Harris Lets Statute Of Limitations On San Onofre Lapse, Defends Brown

California Attorney General Kamala Harris had evidence in her hands that she could have used to bring former PUC President Michael Peevey, architect of the secret San Onofre deal, to justice. And she had plenty of time, three years, to file criminal charges before the statute of limitations ran out on obstruction of justice--the easiest charge to prove.

She had all she needed from a search warrant executed at Peevey's home in September 2015. That's where a California Justice Department criminal investigator working on her behalf turned up damning evidence of an under-the-table deal to put $3.3 billion of the $4.7 billion needed to close the defective nuclear plant onto ratepayers. Hand-written notes, scrawled in Warsaw on Hotel Bristol stationary in March 2013--where Peevey met with a Southern Califoria Edison executive--laid out the numbers. The notes also showed that Southern California Edison would donate $25 million to a UCLA research institute as part of the deal.

"It is...evident that Peevey utilized his position to influence SCE's commitment to millions of dollars to UCLA to fund a research program," according to the search warrant filed in California Superior Court. "The facts indicate that Peevey conspired to obstruct justice by illegally engaging in ex parte  communications, concealed ex parte communications, and inappropriately interfered with the settlement process on behalf of the California Center for Sustainable Communities at UCLA. Peevey executed this plan through back channel communications and exertion of pressure, in violation of CPUC ex parte rules, and in obstruction of the due administration of laws."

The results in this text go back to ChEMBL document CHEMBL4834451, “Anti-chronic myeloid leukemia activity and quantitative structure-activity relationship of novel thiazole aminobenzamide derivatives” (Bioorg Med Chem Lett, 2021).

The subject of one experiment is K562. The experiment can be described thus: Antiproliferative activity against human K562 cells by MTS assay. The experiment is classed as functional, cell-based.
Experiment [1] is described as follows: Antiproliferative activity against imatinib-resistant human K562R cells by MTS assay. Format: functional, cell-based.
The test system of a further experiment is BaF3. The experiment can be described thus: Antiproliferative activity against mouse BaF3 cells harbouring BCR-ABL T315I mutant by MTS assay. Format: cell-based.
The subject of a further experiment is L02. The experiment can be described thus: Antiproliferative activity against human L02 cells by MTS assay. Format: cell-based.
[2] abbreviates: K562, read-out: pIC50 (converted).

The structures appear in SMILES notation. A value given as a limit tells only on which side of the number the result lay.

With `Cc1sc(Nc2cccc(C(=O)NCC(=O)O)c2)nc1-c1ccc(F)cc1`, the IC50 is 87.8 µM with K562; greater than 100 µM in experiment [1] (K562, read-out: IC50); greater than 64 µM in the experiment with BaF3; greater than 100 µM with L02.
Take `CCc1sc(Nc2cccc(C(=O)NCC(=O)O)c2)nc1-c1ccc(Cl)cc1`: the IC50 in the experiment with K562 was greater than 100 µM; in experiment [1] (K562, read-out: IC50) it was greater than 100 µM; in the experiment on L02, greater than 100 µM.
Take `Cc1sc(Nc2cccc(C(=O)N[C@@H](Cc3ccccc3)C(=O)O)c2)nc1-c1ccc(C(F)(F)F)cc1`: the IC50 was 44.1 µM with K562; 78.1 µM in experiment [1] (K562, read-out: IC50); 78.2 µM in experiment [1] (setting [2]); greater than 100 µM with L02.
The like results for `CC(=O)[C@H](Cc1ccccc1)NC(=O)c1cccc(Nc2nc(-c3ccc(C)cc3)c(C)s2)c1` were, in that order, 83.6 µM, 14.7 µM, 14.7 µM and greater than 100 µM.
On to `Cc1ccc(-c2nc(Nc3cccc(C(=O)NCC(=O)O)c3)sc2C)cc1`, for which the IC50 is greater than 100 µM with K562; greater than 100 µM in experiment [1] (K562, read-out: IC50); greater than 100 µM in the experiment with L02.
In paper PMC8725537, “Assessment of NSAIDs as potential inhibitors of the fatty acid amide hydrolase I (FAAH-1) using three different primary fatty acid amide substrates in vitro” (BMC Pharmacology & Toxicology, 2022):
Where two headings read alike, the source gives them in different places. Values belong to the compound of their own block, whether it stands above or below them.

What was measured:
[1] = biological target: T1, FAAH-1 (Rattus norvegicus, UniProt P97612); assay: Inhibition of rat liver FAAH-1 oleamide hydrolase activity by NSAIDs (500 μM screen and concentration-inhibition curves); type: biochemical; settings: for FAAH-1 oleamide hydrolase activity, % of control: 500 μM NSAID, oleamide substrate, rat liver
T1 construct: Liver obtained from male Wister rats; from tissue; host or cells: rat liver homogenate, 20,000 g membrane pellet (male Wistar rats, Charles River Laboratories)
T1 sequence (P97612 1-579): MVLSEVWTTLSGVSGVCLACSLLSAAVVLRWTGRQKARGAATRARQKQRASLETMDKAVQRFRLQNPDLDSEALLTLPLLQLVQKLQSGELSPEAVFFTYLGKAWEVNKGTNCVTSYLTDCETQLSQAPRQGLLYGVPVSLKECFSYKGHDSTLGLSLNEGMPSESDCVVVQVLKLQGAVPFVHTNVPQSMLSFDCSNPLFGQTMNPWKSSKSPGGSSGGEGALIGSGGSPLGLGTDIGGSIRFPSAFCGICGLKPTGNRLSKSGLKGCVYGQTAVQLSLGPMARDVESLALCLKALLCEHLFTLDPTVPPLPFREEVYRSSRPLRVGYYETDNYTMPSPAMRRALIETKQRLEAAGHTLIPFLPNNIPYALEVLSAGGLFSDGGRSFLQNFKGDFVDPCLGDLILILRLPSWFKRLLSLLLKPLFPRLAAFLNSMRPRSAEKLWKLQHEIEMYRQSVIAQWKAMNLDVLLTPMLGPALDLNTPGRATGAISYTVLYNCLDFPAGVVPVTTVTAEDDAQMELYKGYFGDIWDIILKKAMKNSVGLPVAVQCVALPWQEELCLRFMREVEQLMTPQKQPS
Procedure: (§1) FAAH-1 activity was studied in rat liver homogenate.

Six months later, another search warrant was prepared for PUC and SCE offices. But it was never executed. Rather than bring criminal charges against Peevey, Harris let the statute of limitations run out.

“Instead the Attorney General has changed sides and is now representing the Governor in resisting and denying the public access to certain calendar entries and the 67 secret communications between the CPUC and the Governor’s office,” public interest attorneys Mike Aguirre and Maria Severson say in a freshly-filed lawsuit.  They've sued under the Public Records Act to obtain dozens of documents, including emails and calendar entries that could prove Governor Jerry Brown himself participated in the cover up of an unlawful secret deal to put billions of dollars onto ratepayers for the shuttering of San Onofre.

According to the lawsuit, Harris knew in 2013 of allegations that SCE was already unlawfully charging ratepayers for San Onofre. She knew of evidence showing that SCE decided to install flawed steam generators to save money and avoid new safety licensing from the Nuclear Regulatory Commission. She knew of Senator Barbara Boxer’s call for a criminal investigation, and she knew of Peevey’s secret Warsaw meeting. But she elected to sit on her hands.

Aguirre and Severson are also demanding calendar entries of Brown’s Executive Secretary Nancy McFadden, a former PG&E vice president. Because of our ethics complaint against McFadden at the Fair Political Practices Commission, she’s under investigation for failing to disclose required information about her ownership of up to $1 million in PG&E stock after she joined Brown’s staff. Harris is also blocking their release. McFadden’s emails and calendar entries could show her helping to smooth matters for Southern California Edison on San Onofre, and other questionable dealings with Pacific Gas & Electric and San Diego Gas & Electric.

Is Harris's conduct only about helping her Democratic friends? Or could all this be because such a lawsuit against Peevey on charges of criminal conspiracy to obstruct justice and defraud ratepayers might confirm in black and white that the Governor himself had something to do with it? After all, emails now public show that in June 2013, officials turned to Brown for help on San Onofre and got him to agree to say publicly that the deal was the sensible thing to do.

It's hard to believe Harris's loyalty to friends is that much stronger than her loyalty to justice.

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